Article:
Five years ago this week I was sitting in Ft. Bragg, N.C., wondering if the war would start before the Pentagon shipped me and my comrades to Kuwait to join the rest of the invasion force. My presence in Kuwait was not necessary for the successful initiation of the invasion but I wanted to be there anyway. For six months I had known that I would play a small part in history and this knowledge had consumed my life, almost to the exclusion of everything else.
I was one of thousands of civil affairs reservists that the Army had mobilized and assembled in Ft. Bragg in the middle of February. Before that, I had been living in Norristown, Pennsylvania helping to prepare the unit to go to war. I had been preparing for this moment for almost thirty years - a time when I could use the expensive training that the Army had invested in me.
When I flew back to Norristown after visiting my family over Thanksgiving I wasn't sure when I would see them again. In December four members of our unit, including my good friend Colonel Larry West, were mobilized as a planning team. Their mission was to go to Kuwait and link up with the unit that we were assigned to support, the First Marine Expeditionary Force. This seemed like one more sign that we were going to war. But our mobilization order didn't come in December and I returned home to my family for the holidays.
When I returned to Norristown in January I said good bye to my wife and children a second time not knowing when I would see them again. Almost every day in January the Pentagon issued mobilization orders for Army Reserve units throughout the nation. The newscast were full of diplomatic maneuvering and troops flowing into Kuwait. I had never lived through such tense, uncertain and exciting times. Yet, as the end of January arrived we had still not received any mobilization orders.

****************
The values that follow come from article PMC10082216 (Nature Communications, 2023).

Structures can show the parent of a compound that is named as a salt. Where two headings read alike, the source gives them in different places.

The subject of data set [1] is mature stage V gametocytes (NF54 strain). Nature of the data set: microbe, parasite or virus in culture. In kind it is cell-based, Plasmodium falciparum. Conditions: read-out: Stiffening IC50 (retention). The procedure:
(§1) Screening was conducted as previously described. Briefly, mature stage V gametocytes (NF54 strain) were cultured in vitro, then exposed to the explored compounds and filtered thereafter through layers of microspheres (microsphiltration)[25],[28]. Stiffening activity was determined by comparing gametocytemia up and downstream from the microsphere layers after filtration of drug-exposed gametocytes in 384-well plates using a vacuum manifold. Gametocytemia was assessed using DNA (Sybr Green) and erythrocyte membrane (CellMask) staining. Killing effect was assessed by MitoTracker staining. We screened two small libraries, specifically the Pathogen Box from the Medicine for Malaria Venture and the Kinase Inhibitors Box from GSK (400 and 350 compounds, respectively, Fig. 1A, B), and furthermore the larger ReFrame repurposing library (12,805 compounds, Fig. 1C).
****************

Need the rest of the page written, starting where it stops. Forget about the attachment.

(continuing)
On February 8 I flew to Orlando for the weekend to see my family. When my wife dropped me off at the airport one more time we didn't really say good bye. Our emotions weren't able to take it anymore. On February 15 our unit was mobilized. We were to spend the next five weeks in Ft. Bragg waiting for an airplane ride that would not seem to come. During that time my 25th wedding anniversary on March 10 came and went. I was to spend our 26th wedding anniversary in Kuwait waiting to return home.
On a cold, rainy evening on March 19 in the drafty, wooden barracks where we had been living I listened to a radio broadcast of the President's speech announcing the beginning of the war. After all the work and preparation I was disappointed that we were not in Kuwait. In two days, though, I boarded a United Airlines Boeing 747 bound for Kuwait. For me, the war had begun.